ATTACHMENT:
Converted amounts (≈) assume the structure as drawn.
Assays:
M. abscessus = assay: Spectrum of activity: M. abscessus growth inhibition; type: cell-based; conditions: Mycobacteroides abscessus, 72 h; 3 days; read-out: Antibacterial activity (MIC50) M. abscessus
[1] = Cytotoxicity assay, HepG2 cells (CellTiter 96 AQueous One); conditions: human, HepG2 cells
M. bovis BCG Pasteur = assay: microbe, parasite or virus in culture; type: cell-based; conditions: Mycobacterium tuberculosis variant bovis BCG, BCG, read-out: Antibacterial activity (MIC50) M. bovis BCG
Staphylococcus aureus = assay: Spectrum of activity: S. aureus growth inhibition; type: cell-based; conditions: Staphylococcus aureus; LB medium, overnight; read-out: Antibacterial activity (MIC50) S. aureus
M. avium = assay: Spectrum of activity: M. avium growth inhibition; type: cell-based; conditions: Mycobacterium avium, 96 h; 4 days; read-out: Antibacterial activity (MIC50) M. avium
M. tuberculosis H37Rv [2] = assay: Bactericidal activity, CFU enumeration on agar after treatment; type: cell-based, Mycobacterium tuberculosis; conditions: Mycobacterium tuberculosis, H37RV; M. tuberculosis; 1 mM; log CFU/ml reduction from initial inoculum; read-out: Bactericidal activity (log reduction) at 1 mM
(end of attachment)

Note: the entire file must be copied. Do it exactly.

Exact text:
Converted amounts (≈) assume the structure as drawn.
Assays:
M. abscessus = assay: Spectrum of activity: M. abscessus growth inhibition; type: cell-based; conditions: Mycobacteroides abscessus, 72 h; 3 days; read-out: Antibacterial activity (MIC50) M. abscessus
[1] = Cytotoxicity assay, HepG2 cells (CellTiter 96 AQueous One); conditions: human, HepG2 cells
M. bovis BCG Pasteur = assay: microbe, parasite or virus in culture; type: cell-based; conditions: Mycobacterium tuberculosis variant bovis BCG, BCG, read-out: Antibacterial activity (MIC50) M. bovis BCG
Staphylococcus aureus = assay: Spectrum of activity: S. aureus growth inhibition; type: cell-based; conditions: Staphylococcus aureus; LB medium, overnight; read-out: Antibacterial activity (MIC50) S. aureus
M. avium = assay: Spectrum of activity: M. avium growth inhibition; type: cell-based; conditions: Mycobacterium avium, 96 h; 4 days; read-out: Antibacterial activity (MIC50) M. avium
M. tuberculosis H37Rv [2] = assay: Bactericidal activity, CFU enumeration on agar after treatment; type: cell-based, Mycobacterium tuberculosis; conditions: Mycobacterium tuberculosis, H37RV; M. tuberculosis; 1 mM; log CFU/ml reduction from initial inoculum; read-out: Bactericidal activity (log reduction) at 1 mM